Smart Kitchen Appliances for Home Chefs

Would you buy an induction cooktop that only knows recipes created by BuzzFeed? Do you want to spend $1,500 on a countertop appliance capable of recognizing your food? Are you interested in a smart oven designed to cook pre-packaged meals delivered to you each week? Even if these products don’t appeal to you, technology is the future of home cooking – and these smart kitchen appliances may be precursors to the next home kitchen staple.

Tasty One Top

BuzzFeed is famous for creating occasionally accurate pop culture quizzes, melodramatic headlines that turn whatever last went viral into clickbait, and minutes-long recipe videos that linger enticingly on Facebook feeds. Those videos, made for the BuzzFeed Tasty channel, have become immensely popular – so popular that the media company has announced the Tasty One Top.

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Made in partnership with GE Appliance’s First Build division, which first struck gold in 2016 with an ice maker advertised to produce Sonic ice at home, this induction cooktop is advertised as a “phone to table” appliance. It uses Bluetooth technology to connect to the Tasty Recipes app, which contains upwards of 1,700 recipes. Because it’s engineered to be compatible with the app, the One Top will adjust automatically to follow the instructions predetermined by the selected recipe, taking the worry of tasks like adjusting temperatures out of users’ hands. Since the team at BuzzFeed recognized its audience may want to cook without being limited to Tasty recipes, the induction cooktop can also be used independent of the recipe app to make other meals.

Priced at $175, the Tasty One Top is meant to heat up your Instagram feed: It’s shaped like a pentagon and is available in black or light blue. Visual appeal aside, it features an integrated sensor that monitors pot and pan temperatures as you cook, and comes with a thermometer capable of measuring the temperatures of liquids and proteins. As long as you have induction-ready cookware, the appliance can be used to simplify (if not automate) the process of making some of BuzzFeed Tasty’s many recipes, since the app will let the user know when to perform steps like adding additional ingredients.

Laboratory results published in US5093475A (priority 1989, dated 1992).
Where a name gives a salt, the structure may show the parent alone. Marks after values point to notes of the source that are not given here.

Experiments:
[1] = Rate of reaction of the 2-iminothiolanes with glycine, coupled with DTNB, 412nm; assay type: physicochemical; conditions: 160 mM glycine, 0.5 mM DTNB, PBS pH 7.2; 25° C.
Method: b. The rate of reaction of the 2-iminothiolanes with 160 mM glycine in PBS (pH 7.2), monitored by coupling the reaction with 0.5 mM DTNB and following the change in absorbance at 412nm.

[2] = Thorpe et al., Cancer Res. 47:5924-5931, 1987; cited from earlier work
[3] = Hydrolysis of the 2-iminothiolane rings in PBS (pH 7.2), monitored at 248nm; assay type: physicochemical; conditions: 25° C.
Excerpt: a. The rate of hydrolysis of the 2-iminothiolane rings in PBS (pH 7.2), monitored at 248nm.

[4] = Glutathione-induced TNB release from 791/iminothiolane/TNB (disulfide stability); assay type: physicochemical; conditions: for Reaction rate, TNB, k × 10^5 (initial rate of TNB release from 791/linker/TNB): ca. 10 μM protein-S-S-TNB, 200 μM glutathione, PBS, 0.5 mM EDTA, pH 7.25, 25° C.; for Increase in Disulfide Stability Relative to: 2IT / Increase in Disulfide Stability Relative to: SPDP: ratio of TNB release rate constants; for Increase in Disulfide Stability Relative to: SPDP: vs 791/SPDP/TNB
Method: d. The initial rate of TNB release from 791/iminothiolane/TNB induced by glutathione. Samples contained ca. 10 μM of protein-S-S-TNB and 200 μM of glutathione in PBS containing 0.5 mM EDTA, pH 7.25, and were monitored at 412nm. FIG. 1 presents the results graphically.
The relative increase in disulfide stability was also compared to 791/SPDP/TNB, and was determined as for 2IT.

Like other induction cooktops, the One Top facilitates nearly any cooking style, so users can fry chicken, sous vide steak, sauté vegetables, and more. The BuzzFeed cooking device sets itself apart from similar appliances with its aesthetics and its app compatibility, as well as its more affordable price point. The Tasty One Top is expected to ship November 2017.

June Oven

Less affordable is the June Oven, a smart oven priced at $1,495 that can fit on your countertop. June is capable of baking, broiling, reheating, roasting, and toasting food like any convection oven – but it identifies food when it is placed inside the cooking cavity and offers cooking suggestions based on what you’re preparing.

A post shared by June (@june) on

When the appliance shipped in November 2016, it could already recognize 25 foods thanks to proprietary identification technology that combines an HD camera with artificial intelligence. The June Oven also includes dozens of Preset cooking programs for everything from bagels to asparagus to tuna steak, and the company continually updates the smart kitchen appliance’s software to expand its Preset program and Food ID capabilities. For example, software updates in July introduced a Slow Cook option and eliminated the need to flip steak and chicken nuggets over during the course of cooking.